A Big Hug for Ukraine


Artwork by a 12 year old Ukrainian Student

“Thank you so much everybody for your support. Every word in your letters makes me smile. Because it is something special to feel that you are not alone and hear this not from politics or media but from you.”    ~Veronica, a student at Zaporizhzhya Classical Lyceum


Students marvel at the artistic talents of their Ukrainian peers

Today Ukraine entered the hearts of some very excited American students! It was a simple exchange — just a few pieces of paper sent in the mail — but it feels more powerful than any connecting we’ve done online. When the students looked at the photographs, letters, and artwork from their peers in Ukraine, the excitement in the room was palpable.

Ukrainian Hospitality

Me on my fellowship in Zaporizhzhya, with waitresses in traditional dress

We’ve discussed the crisis in Ukraine in class, and last quarter students wrote cards of support, which we sent to the Zaporizhzhya Classical Lyceum, where two years ago at this time I had just finished up my amazing exploration with the Teachers for Global Classrooms Fellowship. I was only in Ukraine for two weeks, but it captivated my heart in so many ways. Even though people on the street don’t offer smiles too freely, Ukrainians proved to be infinitely welcoming, kind, and resilient people. At that time, Ukraine wasn’t a country that people in the United States knew much about; today, it is in the international news every day.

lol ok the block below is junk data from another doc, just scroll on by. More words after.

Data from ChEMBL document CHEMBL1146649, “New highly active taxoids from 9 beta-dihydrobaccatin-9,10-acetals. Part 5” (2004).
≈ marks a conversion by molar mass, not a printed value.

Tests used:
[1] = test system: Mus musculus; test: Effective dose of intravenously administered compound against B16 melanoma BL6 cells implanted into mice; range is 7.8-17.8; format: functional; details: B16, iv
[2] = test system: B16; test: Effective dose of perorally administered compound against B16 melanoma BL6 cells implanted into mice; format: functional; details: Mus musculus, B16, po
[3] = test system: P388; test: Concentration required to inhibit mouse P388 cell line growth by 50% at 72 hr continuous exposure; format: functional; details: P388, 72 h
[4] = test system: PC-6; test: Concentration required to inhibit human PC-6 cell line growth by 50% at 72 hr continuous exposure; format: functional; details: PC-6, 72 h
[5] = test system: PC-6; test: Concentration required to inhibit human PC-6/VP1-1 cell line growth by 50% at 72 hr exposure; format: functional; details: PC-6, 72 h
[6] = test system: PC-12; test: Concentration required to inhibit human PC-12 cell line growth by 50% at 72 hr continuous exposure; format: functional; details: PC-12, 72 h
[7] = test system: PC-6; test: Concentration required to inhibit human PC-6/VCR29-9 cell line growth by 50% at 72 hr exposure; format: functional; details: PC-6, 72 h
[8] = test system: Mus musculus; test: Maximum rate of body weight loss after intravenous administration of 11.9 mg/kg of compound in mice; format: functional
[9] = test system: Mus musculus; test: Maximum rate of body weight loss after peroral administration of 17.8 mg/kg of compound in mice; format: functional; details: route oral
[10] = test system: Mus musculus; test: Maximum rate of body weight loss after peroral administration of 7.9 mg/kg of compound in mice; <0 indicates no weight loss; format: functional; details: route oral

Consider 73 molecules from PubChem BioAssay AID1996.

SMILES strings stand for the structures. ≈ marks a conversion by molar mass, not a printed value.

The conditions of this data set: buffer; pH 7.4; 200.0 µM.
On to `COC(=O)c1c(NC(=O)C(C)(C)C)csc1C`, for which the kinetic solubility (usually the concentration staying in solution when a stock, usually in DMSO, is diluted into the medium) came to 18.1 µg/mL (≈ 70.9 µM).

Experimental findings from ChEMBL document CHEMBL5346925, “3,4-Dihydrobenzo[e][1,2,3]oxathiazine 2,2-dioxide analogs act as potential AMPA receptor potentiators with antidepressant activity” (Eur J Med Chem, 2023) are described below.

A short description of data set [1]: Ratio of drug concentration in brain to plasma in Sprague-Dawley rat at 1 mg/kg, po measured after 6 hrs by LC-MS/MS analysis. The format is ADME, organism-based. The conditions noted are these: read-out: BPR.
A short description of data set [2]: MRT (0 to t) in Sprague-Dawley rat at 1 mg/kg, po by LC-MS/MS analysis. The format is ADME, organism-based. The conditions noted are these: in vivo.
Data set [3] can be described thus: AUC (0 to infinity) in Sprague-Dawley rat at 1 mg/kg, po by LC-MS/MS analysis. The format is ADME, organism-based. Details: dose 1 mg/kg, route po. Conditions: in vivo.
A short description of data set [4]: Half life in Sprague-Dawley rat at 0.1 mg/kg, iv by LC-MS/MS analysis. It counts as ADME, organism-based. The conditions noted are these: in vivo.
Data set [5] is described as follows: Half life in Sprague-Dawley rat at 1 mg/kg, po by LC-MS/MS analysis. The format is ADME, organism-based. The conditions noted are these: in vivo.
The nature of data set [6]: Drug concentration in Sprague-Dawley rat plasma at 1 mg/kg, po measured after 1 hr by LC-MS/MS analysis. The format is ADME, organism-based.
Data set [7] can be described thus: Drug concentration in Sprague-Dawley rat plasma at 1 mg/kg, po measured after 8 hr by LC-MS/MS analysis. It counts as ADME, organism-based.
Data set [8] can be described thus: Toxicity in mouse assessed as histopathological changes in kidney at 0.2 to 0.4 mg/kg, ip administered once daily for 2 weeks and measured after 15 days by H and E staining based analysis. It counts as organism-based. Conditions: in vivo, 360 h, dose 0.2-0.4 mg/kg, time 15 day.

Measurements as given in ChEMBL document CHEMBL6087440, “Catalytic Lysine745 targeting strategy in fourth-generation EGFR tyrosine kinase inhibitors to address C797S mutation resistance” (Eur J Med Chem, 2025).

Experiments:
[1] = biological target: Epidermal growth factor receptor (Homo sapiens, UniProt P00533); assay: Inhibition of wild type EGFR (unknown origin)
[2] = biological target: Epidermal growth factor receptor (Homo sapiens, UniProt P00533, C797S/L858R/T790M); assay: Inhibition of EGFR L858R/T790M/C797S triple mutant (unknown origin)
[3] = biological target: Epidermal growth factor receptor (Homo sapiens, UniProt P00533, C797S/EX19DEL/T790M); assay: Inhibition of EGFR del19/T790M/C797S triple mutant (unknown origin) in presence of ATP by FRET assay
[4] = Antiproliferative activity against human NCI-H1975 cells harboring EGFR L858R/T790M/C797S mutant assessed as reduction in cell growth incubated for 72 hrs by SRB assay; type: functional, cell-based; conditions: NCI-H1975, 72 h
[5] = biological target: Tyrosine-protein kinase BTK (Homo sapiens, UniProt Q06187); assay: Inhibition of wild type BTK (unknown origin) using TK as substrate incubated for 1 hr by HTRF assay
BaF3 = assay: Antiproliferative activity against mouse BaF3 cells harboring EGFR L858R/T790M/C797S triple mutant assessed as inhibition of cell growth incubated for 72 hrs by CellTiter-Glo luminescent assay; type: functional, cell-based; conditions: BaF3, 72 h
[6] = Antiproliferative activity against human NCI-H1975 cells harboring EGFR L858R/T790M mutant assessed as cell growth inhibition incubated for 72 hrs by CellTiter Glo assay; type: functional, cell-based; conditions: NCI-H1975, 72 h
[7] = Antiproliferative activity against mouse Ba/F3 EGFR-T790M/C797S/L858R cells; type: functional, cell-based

Friendship Illustrated

Friendship Illustrated

Students understand that more than anything else, we need keep sending some love to Ukraine. This week, Ukraine is dealing with pro-Russian activists rebelling and Russian troops coming into the eastern part of the country, after taking over the beautiful region of Crimea earlier this year. The map below shows the areas of tension — in red, you’ll see the areas where Russians have entered: Crimea circled and arrows pointing to the areas where there has been conflict most recently. In purple, you’ll see the two cities where I visited with amazing educational leaders during my stay: Kiev, the capital, and Zaporizhzhya, where I visited my amazing partner teacher, Lydia, and the wonderful students and staff at Zaporizhzhya Classical Lyceum.


Reading the words of the Ukrainian students today, we were struck by their pride in their country.

Lydia and I visiting the Dneiper River

Me and Lydia visiting the Dnieper River

“I want you to know some facts about Ukrainians that differ us from Russians, cause as far as I know almost the whole world didn’t distinguish these two nations. In recent developments all of us became unite and Ukraine, as a country, has an enormous protection — its people. Because there’s no place in the world where live people with such strong spirit and love of freedom.” -Mary, grade 11